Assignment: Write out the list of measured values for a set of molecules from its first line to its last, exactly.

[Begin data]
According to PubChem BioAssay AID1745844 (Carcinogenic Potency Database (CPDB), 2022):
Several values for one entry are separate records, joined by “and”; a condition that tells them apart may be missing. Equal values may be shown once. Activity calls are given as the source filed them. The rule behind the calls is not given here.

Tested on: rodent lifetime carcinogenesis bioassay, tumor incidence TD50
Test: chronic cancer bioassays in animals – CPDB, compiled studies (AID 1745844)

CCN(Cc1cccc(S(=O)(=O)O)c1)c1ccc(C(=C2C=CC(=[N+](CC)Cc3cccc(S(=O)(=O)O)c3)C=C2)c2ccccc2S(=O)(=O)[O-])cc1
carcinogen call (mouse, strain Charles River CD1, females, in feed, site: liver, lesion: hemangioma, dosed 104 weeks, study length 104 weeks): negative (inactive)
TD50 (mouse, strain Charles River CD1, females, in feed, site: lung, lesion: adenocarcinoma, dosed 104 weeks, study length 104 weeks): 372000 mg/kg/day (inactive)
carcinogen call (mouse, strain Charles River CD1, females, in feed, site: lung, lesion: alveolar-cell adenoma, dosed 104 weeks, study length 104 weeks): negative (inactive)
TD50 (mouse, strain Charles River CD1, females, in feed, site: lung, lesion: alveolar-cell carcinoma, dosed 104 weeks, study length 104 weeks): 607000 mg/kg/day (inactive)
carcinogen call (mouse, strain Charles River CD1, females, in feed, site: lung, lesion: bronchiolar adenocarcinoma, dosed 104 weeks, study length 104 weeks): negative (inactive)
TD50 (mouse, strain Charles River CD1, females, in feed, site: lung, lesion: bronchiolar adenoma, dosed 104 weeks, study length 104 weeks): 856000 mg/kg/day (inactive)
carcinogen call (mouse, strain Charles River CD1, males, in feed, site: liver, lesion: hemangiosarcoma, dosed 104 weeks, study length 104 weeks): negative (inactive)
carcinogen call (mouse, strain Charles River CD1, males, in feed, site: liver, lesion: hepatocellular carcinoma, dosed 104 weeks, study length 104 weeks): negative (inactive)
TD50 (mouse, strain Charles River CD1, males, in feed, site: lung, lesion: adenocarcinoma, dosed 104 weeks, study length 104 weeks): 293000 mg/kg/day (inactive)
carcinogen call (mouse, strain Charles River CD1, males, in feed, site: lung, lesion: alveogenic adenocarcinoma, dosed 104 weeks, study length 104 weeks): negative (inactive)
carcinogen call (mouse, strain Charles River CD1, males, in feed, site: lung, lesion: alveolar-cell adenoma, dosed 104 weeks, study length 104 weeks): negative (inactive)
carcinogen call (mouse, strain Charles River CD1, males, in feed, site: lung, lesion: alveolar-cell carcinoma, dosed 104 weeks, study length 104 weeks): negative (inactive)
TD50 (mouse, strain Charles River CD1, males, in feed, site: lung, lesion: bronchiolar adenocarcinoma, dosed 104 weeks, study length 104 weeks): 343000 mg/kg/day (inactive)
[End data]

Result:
According to PubChem BioAssay AID1745844 (Carcinogenic Potency Database (CPDB), 2022):
Several values for one entry are separate records, joined by “and”; a condition that tells them apart may be missing. Equal values may be shown once. Activity calls are given as the source filed them. The rule behind the calls is not given here.

Tested on: rodent lifetime carcinogenesis bioassay, tumor incidence TD50
Test: chronic cancer bioassays in animals – CPDB, compiled studies (AID 1745844)

CCN(Cc1cccc(S(=O)(=O)O)c1)c1ccc(C(=C2C=CC(=[N+](CC)Cc3cccc(S(=O)(=O)O)c3)C=C2)c2ccccc2S(=O)(=O)[O-])cc1
carcinogen call (mouse, strain Charles River CD1, females, in feed, site: liver, lesion: hemangioma, dosed 104 weeks, study length 104 weeks): negative (inactive)
TD50 (mouse, strain Charles River CD1, females, in feed, site: lung, lesion: adenocarcinoma, dosed 104 weeks, study length 104 weeks): 372000 mg/kg/day (inactive)
carcinogen call (mouse, strain Charles River CD1, females, in feed, site: lung, lesion: alveolar-cell adenoma, dosed 104 weeks, study length 104 weeks): negative (inactive)
TD50 (mouse, strain Charles River CD1, females, in feed, site: lung, lesion: alveolar-cell carcinoma, dosed 104 weeks, study length 104 weeks): 607000 mg/kg/day (inactive)
carcinogen call (mouse, strain Charles River CD1, females, in feed, site: lung, lesion: bronchiolar adenocarcinoma, dosed 104 weeks, study length 104 weeks): negative (inactive)
TD50 (mouse, strain Charles River CD1, females, in feed, site: lung, lesion: bronchiolar adenoma, dosed 104 weeks, study length 104 weeks): 856000 mg/kg/day (inactive)
carcinogen call (mouse, strain Charles River CD1, males, in feed, site: liver, lesion: hemangiosarcoma, dosed 104 weeks, study length 104 weeks): negative (inactive)
carcinogen call (mouse, strain Charles River CD1, males, in feed, site: liver, lesion: hepatocellular carcinoma, dosed 104 weeks, study length 104 weeks): negative (inactive)
TD50 (mouse, strain Charles River CD1, males, in feed, site: lung, lesion: adenocarcinoma, dosed 104 weeks, study length 104 weeks): 293000 mg/kg/day (inactive)
carcinogen call (mouse, strain Charles River CD1, males, in feed, site: lung, lesion: alveogenic adenocarcinoma, dosed 104 weeks, study length 104 weeks): negative (inactive)
carcinogen call (mouse, strain Charles River CD1, males, in feed, site: lung, lesion: alveolar-cell adenoma, dosed 104 weeks, study length 104 weeks): negative (inactive)
carcinogen call (mouse, strain Charles River CD1, males, in feed, site: lung, lesion: alveolar-cell carcinoma, dosed 104 weeks, study length 104 weeks): negative (inactive)
TD50 (mouse, strain Charles River CD1, males, in feed, site: lung, lesion: bronchiolar adenocarcinoma, dosed 104 weeks, study length 104 weeks): 343000 mg/kg/day (inactive)